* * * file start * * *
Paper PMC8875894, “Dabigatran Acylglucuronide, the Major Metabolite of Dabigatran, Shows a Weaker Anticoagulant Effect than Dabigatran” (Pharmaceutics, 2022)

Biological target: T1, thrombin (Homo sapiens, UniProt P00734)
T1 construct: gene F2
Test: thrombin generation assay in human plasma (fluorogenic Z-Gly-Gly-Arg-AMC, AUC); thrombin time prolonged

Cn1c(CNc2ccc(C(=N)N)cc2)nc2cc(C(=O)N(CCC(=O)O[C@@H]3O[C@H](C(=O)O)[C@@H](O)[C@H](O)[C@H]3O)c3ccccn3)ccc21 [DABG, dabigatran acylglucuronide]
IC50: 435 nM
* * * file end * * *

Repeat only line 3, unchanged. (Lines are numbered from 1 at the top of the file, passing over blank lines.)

T1 construct: gene F2